There are two important by-elections to be held in June. These could be make-or-break moments for the embattled Prime Minister. 

  • The Conservatives are defending a 3,300 majority (c. 7.5%) in the Wakefield constituency in Yorkshire. The main opposition Labour Party is targeting this one.
  • The Conservatives are also defending a 24,000 majority in Tiverton and Honiton (Devon). The Liberal Democrats are hoping for a huge swing in their favour.

Senior Conservatives are fearful that they could lose both seats as the backlash against Boris Johnson not only plays out in Westminster but also in the country too. Defeat in one or both of these constituencies would significantly ratchet up the pressure on Johnson. 

There is also a Parliamentary enquiry into whether Johnson lied to Parliament (and thus breaking the Ministerial Code). This is expected to conclude in the autumn. If this goes against him, it would also be extremely unlikely that he would survive as Prime Minister.

What might happen?

The ball is now in the court of the Cabinet. If there is an enormous swing against the Conservatives in the two by-elections, then we could start to see Cabinet Ministers resigning. This could be the moment that the death knell sounds for Boris Johnson’s leadership.

It is our view that Johnson will limp on until the bitter end. Also, the end could be just that. Given Johnson’s acceptance to change the rules to suit himself (he is trying already to change the rules on the Ministerial Code in case the Parliamentary investigation goes against him), he will stop at nothing to debase the position of Prime Minister or that of Parliament to save himself.

The big question is whether he comes under the threat of senior Conservatives pushing him out before all that.

What does this mean for political risk and GBP positions?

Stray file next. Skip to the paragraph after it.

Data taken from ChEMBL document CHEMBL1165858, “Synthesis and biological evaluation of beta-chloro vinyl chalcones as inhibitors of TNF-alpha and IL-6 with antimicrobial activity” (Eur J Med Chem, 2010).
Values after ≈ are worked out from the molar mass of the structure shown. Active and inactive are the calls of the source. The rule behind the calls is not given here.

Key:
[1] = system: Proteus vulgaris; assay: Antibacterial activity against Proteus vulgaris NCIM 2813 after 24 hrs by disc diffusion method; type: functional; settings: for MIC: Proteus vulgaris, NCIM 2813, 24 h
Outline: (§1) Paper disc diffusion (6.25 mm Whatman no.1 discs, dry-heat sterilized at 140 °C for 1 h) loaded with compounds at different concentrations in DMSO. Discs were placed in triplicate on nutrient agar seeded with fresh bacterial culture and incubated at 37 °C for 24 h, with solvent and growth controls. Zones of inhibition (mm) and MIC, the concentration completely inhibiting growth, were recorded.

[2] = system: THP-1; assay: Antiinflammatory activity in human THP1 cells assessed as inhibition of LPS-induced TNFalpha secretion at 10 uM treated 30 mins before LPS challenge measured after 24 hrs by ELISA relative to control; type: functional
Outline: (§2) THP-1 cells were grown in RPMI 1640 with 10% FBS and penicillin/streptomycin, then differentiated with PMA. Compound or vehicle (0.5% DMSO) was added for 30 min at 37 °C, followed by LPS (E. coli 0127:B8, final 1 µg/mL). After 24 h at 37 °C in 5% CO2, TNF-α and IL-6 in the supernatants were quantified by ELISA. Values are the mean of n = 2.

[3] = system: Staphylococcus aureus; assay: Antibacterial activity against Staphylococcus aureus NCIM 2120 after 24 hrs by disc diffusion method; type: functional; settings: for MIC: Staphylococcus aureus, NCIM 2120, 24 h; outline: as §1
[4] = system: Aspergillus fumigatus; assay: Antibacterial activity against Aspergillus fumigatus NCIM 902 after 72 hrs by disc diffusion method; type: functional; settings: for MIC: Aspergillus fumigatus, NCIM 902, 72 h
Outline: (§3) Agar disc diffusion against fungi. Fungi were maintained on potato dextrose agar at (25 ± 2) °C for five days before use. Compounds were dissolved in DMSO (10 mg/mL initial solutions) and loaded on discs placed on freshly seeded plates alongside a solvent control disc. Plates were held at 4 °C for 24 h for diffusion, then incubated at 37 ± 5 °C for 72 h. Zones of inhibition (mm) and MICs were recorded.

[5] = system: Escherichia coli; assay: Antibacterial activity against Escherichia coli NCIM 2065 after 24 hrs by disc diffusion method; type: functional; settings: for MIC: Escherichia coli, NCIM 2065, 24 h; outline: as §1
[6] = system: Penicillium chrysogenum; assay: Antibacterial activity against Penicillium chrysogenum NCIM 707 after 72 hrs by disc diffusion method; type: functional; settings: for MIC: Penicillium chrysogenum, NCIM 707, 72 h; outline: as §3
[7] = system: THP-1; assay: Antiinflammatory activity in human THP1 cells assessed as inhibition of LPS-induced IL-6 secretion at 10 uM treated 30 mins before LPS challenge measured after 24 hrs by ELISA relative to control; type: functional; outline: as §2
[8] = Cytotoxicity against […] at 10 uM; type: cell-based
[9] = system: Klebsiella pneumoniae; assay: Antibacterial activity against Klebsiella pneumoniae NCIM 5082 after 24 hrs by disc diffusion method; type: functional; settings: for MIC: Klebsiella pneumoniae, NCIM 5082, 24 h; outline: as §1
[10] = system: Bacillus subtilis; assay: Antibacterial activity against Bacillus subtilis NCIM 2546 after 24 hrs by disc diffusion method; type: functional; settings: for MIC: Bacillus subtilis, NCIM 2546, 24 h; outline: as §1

For now, the market reaction has been limited. Boris Johnson is relatively safe in his position as Prime Minister. However, as we have laid out, this could change. There will be significant uncertainty surrounding Boris Johnson’s leadership. It will not go away. 

The chart of GBP/USD below shows that GBP has been choppy since the vote was announced on Monday morning. However, there has been little sustainable reaction. 


As can be seen, the only real reaction came with the initial announcement that the vote was taking place. The result has had little sustainable impact on GBP. However, this may change in the coming weeks.

This whole situation increases the political risk for the UK in the medium term. The increased political risk would be negative for GBP.

There has been talking of Boris Johnson forcing a General Election to test the country’s faith in the leadership and to threaten rebel MPs back into line. If this becomes more than mere murmurings, then this will increase political risk and be negative for GBP.

To end with, here is a good graphic from Vanda Research laying out the various scenarios and the political risk potentially impacting GBP:

Trading the pound